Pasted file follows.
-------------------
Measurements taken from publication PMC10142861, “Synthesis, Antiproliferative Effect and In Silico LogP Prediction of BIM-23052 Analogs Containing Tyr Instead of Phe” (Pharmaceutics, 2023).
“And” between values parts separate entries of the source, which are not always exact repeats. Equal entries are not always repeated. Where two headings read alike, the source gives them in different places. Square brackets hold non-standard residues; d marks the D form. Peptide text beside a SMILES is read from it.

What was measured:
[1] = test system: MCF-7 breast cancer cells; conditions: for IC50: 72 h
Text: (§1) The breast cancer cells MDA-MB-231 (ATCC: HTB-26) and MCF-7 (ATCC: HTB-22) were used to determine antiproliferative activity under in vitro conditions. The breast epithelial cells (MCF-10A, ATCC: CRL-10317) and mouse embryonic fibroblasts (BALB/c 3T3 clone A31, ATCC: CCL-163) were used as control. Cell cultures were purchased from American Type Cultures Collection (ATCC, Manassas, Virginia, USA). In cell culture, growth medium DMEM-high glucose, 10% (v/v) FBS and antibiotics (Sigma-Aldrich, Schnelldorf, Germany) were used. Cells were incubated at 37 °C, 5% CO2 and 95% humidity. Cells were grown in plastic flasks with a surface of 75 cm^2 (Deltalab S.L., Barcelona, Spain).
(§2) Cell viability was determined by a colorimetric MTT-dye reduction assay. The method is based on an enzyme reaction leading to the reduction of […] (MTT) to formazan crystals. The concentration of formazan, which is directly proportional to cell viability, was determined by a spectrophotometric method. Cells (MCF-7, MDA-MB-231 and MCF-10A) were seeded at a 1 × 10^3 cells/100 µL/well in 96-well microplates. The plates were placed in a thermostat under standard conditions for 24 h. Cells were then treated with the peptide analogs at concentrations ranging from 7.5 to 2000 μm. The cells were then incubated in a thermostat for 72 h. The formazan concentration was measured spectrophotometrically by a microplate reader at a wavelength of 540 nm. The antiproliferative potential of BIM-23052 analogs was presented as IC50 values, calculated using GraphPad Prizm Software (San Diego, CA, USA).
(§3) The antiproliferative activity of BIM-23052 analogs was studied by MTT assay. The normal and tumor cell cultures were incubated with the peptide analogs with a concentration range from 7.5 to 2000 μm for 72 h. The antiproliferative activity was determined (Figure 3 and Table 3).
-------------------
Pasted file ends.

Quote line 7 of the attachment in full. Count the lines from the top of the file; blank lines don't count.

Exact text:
(§3) The antiproliferative activity of BIM-23052 analogs was studied by MTT assay. The normal and tumor cell cultures were incubated with the peptide analogs with a concentration range from 7.5 to 2000 μm for 72 h. The antiproliferative activity was determined (Figure 3 and Table 3).